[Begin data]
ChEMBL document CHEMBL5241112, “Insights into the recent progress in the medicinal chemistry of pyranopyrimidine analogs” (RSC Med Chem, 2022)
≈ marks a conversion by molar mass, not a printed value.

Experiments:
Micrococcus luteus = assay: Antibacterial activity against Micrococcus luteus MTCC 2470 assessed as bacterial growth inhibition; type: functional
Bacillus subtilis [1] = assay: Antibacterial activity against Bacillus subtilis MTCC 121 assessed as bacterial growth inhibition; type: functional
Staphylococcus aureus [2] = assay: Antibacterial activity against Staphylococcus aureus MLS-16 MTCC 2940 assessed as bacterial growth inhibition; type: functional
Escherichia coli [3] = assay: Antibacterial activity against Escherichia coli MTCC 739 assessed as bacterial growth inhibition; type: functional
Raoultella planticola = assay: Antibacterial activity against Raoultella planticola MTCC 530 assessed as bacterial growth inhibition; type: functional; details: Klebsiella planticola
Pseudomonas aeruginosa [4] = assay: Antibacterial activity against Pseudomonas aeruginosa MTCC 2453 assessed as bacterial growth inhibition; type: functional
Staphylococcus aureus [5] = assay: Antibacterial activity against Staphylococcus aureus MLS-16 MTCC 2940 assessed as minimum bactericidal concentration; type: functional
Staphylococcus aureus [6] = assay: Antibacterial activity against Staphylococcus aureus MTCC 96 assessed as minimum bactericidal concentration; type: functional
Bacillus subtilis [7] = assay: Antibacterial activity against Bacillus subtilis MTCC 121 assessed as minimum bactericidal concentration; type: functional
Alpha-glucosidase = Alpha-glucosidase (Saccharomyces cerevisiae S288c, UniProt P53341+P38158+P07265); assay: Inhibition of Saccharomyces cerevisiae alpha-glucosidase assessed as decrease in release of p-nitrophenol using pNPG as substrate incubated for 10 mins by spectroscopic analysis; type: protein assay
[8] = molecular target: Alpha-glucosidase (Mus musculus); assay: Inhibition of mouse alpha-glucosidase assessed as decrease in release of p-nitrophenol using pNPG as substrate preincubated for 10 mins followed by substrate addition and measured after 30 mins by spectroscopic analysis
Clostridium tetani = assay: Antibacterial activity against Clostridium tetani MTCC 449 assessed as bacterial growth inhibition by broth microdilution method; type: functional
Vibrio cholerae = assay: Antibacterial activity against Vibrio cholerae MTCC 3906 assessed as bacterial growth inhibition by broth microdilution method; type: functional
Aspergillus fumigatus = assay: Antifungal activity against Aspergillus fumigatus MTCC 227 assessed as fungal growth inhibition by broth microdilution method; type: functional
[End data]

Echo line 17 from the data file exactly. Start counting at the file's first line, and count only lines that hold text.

Aspergillus fumigatus = assay: Antifungal activity against Aspergillus fumigatus MTCC 227 assessed as fungal growth inhibition by broth microdilution method; type: functional